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  • Questions of physical geography and engineering engrossed him as much as ever.

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  • some portion of his labours in those sciences and give them to the world, an incalculable impulse would have been given to all those enquiries by which mankind has since been striving to understand the laws of its being and control the conditions of its environment, - to mathematics and astronomy, to mechanics, hydraulics, and physics generally, to geology, geography, and cosmology, to anatomy and the sciences of life.

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  • of the Alps), in ancient geography, that portion of northern Italy north of Liguria and Umbria and south of the Alps, which was inhabited by various Celtic and other peoples, of whom the Celts were in continual hostility to Rome.

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  • Busching's works (on geography, history, education and religion) amount to more than a hundred.

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  • The first class comprehends those upon which his fame chiefly rests; for although he did not possess the genius of D'Anville, he may be regarded as the creator of modern Statistical Geography.

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  • His Geography is, like much of the history, founded on the works of his predecessors, and so ultimately on the work of Ptolemy.

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  • The name Bengal is derived from Sanskrit geography, and applies strictly to the country stretching southwards from Bhagalpur to the sea.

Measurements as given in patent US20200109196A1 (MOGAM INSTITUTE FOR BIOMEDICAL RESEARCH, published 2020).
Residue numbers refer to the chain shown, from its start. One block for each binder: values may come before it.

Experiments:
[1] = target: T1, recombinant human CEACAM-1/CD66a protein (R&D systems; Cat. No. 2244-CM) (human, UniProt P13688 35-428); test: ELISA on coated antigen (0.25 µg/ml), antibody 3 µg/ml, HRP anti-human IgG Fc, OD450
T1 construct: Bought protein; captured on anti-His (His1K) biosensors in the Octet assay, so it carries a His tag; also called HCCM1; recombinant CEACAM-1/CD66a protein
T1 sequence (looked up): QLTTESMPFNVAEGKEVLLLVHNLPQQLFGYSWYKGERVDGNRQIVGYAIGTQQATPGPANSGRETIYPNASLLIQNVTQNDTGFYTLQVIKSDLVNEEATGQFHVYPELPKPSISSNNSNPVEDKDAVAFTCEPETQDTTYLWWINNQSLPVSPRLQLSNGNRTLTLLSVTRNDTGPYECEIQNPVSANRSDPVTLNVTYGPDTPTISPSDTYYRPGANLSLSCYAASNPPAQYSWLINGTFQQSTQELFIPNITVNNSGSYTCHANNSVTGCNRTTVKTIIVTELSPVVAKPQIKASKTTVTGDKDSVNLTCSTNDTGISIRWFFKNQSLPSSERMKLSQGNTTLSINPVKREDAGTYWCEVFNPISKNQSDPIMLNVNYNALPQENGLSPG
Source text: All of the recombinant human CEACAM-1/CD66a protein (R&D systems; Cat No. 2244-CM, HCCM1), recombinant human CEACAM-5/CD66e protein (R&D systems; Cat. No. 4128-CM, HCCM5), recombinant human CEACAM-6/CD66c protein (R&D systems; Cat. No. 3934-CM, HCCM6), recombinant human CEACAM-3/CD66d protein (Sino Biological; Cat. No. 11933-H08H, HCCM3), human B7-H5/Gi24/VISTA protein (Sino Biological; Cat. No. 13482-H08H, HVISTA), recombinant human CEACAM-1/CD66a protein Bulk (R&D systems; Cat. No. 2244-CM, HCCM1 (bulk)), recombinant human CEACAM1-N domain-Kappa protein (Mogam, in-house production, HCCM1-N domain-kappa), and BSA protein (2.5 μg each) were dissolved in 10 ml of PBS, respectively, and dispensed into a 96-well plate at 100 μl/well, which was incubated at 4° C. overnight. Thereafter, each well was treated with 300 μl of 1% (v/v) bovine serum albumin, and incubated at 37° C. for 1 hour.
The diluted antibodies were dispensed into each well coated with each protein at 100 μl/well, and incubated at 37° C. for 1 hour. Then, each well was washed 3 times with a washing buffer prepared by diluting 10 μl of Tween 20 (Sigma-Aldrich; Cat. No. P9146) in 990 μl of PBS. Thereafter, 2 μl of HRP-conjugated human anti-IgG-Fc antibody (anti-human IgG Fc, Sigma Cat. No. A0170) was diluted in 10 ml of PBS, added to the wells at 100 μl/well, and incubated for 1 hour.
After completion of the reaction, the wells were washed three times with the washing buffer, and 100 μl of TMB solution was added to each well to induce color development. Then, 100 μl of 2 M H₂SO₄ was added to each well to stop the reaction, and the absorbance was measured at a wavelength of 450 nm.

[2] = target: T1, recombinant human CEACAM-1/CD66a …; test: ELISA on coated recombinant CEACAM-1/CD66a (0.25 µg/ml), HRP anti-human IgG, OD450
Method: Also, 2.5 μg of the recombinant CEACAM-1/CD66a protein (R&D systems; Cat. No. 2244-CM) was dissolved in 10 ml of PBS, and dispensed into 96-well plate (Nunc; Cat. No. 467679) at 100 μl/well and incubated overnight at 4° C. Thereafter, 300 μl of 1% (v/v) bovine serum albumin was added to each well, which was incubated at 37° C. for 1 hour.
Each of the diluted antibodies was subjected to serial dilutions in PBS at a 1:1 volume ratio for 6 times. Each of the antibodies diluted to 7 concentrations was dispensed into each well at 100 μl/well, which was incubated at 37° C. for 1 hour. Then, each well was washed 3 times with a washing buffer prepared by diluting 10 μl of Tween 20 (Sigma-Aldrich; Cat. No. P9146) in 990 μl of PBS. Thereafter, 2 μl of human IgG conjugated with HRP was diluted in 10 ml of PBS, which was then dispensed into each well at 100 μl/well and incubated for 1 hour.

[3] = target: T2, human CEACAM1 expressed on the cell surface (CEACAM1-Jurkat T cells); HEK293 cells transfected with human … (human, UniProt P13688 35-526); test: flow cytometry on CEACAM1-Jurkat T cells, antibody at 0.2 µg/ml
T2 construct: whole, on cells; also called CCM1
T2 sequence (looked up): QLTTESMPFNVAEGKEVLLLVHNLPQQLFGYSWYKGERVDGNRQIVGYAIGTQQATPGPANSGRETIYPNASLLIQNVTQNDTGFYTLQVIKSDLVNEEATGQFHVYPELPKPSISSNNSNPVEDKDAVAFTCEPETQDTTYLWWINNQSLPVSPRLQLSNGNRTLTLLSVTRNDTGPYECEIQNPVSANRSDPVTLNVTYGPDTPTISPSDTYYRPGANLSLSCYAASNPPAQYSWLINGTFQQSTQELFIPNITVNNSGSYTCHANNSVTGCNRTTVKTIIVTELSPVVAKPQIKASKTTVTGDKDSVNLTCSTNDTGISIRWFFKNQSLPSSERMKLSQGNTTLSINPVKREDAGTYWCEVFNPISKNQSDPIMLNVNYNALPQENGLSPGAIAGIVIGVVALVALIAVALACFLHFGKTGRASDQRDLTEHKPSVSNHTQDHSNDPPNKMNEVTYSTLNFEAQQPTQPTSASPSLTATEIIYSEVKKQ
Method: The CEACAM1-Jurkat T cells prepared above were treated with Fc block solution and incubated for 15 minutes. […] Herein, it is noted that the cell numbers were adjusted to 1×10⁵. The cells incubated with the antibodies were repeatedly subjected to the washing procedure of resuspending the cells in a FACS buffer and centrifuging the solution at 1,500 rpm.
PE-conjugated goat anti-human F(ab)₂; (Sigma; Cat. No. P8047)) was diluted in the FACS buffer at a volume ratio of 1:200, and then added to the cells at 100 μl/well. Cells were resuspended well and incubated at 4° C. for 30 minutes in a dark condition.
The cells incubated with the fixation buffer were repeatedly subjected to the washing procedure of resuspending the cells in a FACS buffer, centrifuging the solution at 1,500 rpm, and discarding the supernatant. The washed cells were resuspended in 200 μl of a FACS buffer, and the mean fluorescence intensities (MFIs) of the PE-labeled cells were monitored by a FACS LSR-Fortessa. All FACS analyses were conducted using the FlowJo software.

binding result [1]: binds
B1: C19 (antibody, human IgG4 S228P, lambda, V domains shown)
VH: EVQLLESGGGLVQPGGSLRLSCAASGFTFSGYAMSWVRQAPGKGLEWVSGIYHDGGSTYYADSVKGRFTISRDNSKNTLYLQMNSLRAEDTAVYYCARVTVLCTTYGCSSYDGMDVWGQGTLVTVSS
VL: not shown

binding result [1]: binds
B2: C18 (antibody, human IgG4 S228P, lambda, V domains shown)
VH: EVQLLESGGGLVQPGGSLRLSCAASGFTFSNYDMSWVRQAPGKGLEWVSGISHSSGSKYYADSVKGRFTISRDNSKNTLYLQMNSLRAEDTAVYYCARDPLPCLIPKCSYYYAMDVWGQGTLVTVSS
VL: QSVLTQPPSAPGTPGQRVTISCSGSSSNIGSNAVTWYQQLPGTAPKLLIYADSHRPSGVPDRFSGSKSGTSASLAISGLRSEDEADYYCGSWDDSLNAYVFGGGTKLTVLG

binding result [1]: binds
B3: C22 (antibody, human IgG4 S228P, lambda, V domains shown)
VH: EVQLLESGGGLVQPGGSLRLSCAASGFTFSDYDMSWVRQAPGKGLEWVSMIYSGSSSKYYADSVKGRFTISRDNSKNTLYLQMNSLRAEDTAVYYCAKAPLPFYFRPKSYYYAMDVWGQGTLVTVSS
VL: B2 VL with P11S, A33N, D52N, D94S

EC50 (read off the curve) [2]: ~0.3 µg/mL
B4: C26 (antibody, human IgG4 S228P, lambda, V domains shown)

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  • From 1864 to 1866 he taught geography at the military school at Warsaw, and in 1867 he was admitted to the general staff and sent to Irkutsk, where he started to explore the highlands on the banks of the Usuri, the great southern tributary of the Amur.

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  • The results in geography and in natural science in all its departments were abundant and accurate; his observations necessitated a reconstruction of the map of Central Africa.

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  • No single African explorer has ever done so much for African geography as Livingstone during his thirty years' work.

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  • But the direct gains to geography and science are perhaps not the greatest results of Livingstone's journeys.

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  • Theal's History and Geography of South Africa (3rd ed., London, 1878), from which this account is condensed.